In July of last year, Twitter Search usage was exploding. As such, Twitter hired a new high-profile engineer, Doug Cook, to take over as the new “Director of Search.” Cook has now left the company, we’ve learned.
When reached for comment, Twitter confirmed the departure, but would not give a reason for the split. We had also heard that the reason Cook is out is that the search team is being split into at least two different groups now. Twitter’s comment on the matter seems to confirm that:
We are investing even more on search and have created new teams to focus our efforts on inference, discovery and real-time search infrastructure.
Twitter would not say if there will be a new Director of Search, but we hear the role may simply not exist anymore with this new multi-team approach.
Search is one of the most important aspects of Twitter these days. It’s not only useful, it’s tied directly into Twitter’s first big plan to make money: Sponsored Tweets. It also is the key to hashtag relevance and a number of other things Twitter is working on — undoubtedly things like analytics.
Search on Twitter began when Twitter bought Summize in the Summer of 2008. That service morphed into Twitter Search, a service that resided at search.twitter.com. By March of 2009, the product was so useful that we wrote it was time to start thinking of Twitter as a search engine. By April of that year, they rolled search into the main Twitter product, and it has been a core feature since.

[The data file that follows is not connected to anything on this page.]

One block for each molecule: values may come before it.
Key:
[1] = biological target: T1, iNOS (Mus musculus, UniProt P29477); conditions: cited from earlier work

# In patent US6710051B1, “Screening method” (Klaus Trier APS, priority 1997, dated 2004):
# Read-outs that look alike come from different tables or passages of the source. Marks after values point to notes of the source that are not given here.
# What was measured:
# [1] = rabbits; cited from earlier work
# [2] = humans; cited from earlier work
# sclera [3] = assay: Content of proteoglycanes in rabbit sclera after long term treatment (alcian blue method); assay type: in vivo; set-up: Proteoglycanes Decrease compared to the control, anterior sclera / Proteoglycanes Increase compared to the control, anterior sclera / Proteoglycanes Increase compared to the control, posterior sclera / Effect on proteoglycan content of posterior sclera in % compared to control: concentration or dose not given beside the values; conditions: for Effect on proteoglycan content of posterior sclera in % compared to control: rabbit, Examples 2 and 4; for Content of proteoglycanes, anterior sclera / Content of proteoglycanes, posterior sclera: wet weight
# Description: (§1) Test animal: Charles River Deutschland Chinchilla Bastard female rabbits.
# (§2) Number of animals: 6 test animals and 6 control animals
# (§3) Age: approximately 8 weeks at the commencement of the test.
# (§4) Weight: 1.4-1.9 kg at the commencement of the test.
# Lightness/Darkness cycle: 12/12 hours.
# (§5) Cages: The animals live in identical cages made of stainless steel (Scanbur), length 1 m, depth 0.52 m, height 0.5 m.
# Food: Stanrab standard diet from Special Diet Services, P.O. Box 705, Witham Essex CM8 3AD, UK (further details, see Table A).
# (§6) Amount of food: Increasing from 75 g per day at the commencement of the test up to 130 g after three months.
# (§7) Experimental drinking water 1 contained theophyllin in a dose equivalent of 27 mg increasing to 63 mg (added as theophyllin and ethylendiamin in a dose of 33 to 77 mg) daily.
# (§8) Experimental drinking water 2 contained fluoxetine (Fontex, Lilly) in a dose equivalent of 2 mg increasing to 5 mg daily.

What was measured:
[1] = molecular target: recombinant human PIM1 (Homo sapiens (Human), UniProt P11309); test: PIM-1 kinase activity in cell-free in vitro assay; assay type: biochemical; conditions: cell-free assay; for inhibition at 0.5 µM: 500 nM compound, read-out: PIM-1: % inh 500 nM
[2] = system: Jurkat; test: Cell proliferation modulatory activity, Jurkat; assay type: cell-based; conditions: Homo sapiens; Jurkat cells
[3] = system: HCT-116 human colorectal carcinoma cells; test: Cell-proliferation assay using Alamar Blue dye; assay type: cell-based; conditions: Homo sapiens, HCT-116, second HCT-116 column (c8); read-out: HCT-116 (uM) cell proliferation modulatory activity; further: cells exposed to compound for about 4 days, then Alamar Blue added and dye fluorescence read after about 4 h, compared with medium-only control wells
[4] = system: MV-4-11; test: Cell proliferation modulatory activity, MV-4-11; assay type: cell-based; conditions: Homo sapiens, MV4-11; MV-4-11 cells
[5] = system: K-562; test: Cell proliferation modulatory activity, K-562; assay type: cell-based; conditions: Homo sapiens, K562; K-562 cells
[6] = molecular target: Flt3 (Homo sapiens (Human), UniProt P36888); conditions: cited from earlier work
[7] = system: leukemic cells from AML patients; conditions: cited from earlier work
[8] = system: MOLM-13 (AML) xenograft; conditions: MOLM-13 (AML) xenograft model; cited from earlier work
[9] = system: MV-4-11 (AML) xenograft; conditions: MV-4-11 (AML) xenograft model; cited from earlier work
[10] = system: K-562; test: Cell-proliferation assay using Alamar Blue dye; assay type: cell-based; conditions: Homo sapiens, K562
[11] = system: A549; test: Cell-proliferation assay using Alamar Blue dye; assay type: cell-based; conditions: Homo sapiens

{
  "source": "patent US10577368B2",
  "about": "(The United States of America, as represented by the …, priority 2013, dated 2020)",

This is one of the first fairly major shakeups at Twitter (aside from when Ev Williams took the CEO title from creator Jack Dorsey in 2008). This news follows the promotion of Greg Pass (a co-founder of Summize) to be Twitter’s first CTO, as we broke in April. That move was made to make room for Michael Abbott, Palm’s former head of software and services, to take over as VP of Engineering.
Cook came to Twitter from Yahoo, where was a VP of engineering. He took over the search responsibilities from Twitter Chief Scientist Abdur Chowdhury, another Summize co-founder. Cook also runs the wine search engine Able Grape. His LinkedIn profile lists this as his only current job. Recent tweets suggest his next move may be vacationing.